Thread poster: Helena Grahn
| | Helena Grahn
Local time: 18:41
English to Portuguese
I agree that we all have to follow some type of protocol in the business but some agencies just go too far.
I get one NDA to sign and mind you this I have seen before, where they want you to delete their files as soon as the project is done. I do not agree with that and do not sign and such NDA. I think I will have the right to keep the files until they have paid me for the job.
Another thing is the amount of emails I get from random agencies looking for translator asking them to send them their CV and give them their rates. I do not work that way. I answer them that when they have got a project in mind, they can approach me with a sample and I will send them a quote. How on earth will they know whether I will accept the job without seeing it?
| | neilmac
Local time: 19:41
Spanish to English
| Same old same old... || Sep 1, 2011 |
Helena Grahn wrote:
... when they have got a project in mind, they can approach me with a sample and I will send them a quote. How on earth will they know whether I will accept the job without seeing it?
It happens to me all the time, probably because the agencies are always in such an infernal, ad-hoc rush to get things done. In fact just yesterday, I was asked if I could do a 2800 word job by Friday a.m. Since I already have plenty of work anyway, but mainly because they didn't mention the rate or send a sample of the text (or more importantly for me, tell me if the text was in easily workable format), I refused it out of hand.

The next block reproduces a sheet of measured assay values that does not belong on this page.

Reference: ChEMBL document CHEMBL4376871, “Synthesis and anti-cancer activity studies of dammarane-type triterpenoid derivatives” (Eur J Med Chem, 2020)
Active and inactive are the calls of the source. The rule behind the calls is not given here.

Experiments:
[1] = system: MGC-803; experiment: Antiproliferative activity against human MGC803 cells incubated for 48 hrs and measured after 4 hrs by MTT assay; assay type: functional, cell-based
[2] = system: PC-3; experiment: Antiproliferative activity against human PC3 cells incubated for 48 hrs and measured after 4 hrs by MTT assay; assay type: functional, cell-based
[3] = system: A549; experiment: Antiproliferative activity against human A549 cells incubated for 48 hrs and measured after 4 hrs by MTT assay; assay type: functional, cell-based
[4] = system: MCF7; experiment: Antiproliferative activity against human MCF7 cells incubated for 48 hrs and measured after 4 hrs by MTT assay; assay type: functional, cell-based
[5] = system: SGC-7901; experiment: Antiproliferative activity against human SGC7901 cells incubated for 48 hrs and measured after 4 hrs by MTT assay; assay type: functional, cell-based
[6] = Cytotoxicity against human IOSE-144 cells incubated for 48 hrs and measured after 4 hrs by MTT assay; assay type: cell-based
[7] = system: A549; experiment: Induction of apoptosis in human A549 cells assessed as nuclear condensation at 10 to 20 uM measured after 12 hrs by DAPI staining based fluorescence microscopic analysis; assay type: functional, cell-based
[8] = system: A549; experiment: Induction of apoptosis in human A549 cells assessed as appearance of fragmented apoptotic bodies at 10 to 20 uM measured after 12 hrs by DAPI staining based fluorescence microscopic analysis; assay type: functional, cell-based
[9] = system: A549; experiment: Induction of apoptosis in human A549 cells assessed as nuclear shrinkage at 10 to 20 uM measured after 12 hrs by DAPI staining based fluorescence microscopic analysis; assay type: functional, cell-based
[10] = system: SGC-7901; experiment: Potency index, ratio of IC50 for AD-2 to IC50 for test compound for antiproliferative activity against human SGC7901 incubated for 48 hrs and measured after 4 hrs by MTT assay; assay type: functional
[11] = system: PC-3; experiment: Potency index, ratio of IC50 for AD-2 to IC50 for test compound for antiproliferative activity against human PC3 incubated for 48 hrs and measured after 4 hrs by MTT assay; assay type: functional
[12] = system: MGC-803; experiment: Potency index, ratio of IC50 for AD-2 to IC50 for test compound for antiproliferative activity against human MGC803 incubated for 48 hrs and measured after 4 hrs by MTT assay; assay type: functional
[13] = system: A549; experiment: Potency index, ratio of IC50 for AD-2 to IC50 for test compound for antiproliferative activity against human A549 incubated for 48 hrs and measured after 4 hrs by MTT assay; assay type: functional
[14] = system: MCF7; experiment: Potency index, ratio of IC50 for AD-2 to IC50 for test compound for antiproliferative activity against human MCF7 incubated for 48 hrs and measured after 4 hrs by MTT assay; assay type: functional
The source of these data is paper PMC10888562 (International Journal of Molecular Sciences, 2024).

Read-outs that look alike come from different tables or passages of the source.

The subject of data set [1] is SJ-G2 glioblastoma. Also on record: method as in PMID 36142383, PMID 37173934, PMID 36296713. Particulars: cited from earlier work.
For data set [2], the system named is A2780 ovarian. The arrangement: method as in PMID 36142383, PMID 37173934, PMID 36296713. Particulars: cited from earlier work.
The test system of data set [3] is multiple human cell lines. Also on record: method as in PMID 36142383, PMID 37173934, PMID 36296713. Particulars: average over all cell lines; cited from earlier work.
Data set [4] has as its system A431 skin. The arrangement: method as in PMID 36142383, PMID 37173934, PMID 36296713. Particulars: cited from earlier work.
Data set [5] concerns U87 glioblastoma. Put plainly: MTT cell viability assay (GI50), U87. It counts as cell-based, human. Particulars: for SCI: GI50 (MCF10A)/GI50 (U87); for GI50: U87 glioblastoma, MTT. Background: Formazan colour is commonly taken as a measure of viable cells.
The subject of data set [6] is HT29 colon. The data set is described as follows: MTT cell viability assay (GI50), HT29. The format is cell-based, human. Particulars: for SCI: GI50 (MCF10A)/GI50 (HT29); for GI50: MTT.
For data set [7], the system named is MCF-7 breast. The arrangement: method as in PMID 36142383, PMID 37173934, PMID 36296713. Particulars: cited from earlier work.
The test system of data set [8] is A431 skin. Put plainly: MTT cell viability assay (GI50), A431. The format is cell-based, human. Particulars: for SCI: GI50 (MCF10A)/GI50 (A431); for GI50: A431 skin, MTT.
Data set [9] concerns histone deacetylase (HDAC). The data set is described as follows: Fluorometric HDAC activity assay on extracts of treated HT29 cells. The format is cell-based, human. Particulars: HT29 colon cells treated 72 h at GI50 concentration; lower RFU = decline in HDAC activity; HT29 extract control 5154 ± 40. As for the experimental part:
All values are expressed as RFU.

In fact, I could have juggled my other projects and fitted it in, but rather than take the 5 minutes or so to draft an email explaining this, I brushed them off. It's their loss. When I have some spare time away from work or trying to get Skype to function on my new laptop, (curse you, Mr Gates!) I may send them a request to be more forthcoming in future proposals, but going on form it will likely have little effect.
I already have a set of "collaboration parameters" which I send to clients but most don't pay any attention, maybe it's a Spanish thing...?
| || || |
| | BabelOn-line
Local time: 18:41
English to French
| NDA and property transfer clause || Sep 13, 2011 |
My T&Cs state that the intellectual property of the translation is only transferred to the client / end user after we receive the final payment for the job.
Reason is, should things go pear shape with the client, you get a powerful leverage. Client (e.g. agency or publisher) can't pay won't pay? You just have to tell them that you will inform their end client that they do not own the rights on the translation and that you could potentially sue them for breach of copyright. It is a bit a nuclear option, but a nice ace to keep up your sleeve.
But that clashes with NDAs. In which case, you can negotiate the fact you are willing to drop this clause in exchange for some sort of guarantee of payment. It is important that your clients get your T&Cs at an early stage (i always add them to my very first price offer, in the knowledge that the client will 99.99% of the time never read them), so it creates a precedent that they have accepted your T&Cs.
Hope this can be of help.
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